Bonds: What they are & how they work
Bonds: What they are & how they work
Bonds: What they are & how they work
Read on to find out more about how bonds support a diversified portfolio.
What are bonds?
Bonds are a type of loan packaged up in securities you invest in. Every bond is a unit of debt. The bondholder is the creditor, and the bond issuer is the debtor. Typically, bonds are issued by governments or companies.
Bonds are also called fixed-income investments or fixed-income securities because the income you make from them is a known quantity when you make the investment.
How do bonds work?
There are many types of bonds1 available, but they work overall the same way:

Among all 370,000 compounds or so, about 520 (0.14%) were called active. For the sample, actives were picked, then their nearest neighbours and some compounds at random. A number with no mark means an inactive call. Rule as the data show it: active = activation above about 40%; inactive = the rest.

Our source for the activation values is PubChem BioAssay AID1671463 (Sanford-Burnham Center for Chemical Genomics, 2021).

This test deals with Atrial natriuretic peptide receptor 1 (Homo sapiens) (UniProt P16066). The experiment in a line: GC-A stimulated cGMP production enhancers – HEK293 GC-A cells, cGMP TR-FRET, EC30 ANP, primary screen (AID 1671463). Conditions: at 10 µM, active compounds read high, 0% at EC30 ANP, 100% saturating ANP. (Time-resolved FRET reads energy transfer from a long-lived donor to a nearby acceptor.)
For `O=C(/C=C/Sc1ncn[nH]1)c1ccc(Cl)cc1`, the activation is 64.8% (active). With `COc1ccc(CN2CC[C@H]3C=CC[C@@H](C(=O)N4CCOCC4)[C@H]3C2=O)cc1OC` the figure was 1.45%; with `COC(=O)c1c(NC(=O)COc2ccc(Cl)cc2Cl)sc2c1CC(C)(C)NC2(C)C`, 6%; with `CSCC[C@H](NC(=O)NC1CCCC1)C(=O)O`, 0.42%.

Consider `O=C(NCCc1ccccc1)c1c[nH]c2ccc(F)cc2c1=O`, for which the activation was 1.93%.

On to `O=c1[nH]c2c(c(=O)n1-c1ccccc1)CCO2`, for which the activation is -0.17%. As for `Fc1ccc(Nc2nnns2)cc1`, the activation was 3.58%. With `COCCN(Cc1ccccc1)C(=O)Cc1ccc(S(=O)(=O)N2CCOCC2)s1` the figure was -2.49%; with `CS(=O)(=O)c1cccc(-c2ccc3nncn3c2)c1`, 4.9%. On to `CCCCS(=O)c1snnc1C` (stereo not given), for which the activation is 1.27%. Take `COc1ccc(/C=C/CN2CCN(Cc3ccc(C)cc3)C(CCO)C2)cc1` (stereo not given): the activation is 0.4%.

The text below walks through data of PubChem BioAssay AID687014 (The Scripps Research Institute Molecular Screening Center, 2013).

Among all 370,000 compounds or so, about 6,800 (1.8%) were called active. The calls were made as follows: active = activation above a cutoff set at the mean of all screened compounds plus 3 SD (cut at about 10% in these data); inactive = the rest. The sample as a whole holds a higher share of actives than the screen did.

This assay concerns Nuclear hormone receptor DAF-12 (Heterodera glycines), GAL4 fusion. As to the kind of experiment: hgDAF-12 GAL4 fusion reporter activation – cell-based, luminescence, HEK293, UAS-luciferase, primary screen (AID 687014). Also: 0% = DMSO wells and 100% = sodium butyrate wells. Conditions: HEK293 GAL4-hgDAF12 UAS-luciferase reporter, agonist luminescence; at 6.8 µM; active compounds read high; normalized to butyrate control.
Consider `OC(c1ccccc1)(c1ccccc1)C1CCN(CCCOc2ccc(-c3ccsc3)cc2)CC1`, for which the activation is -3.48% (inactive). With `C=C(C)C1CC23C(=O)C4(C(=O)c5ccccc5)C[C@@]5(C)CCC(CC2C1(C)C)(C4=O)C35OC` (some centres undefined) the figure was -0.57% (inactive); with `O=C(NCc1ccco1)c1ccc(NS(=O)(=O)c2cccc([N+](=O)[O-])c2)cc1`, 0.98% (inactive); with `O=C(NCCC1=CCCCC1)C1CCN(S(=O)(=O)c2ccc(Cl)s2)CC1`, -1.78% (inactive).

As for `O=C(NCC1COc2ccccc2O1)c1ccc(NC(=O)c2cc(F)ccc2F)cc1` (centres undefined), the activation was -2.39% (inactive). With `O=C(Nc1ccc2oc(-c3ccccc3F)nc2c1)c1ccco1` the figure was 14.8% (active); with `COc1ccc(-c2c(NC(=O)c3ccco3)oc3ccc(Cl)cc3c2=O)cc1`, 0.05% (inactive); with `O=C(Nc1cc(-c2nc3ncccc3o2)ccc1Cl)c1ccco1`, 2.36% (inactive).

- A business, a government or another entity decides it needs or wants to raise funds.
- The entity sells bonds, which are packaged units of debt that the entity now owes the bondholders.
- When the bonds are issued, the details of the terms are spelled out, including when the money will be paid back and at what interest.
- People buy bonds as investments.
- When the bond matures, the investor receives back the principal loan amount.
Bond vs. loan: what's the difference?
Bonds and loans are both debt instruments. In short, that means they are both ways for one party to gain funding while agreeing to pay other parties back the money at a later date. Bonds are tradable securities, though. You can buy and sell bonds in a marketplace.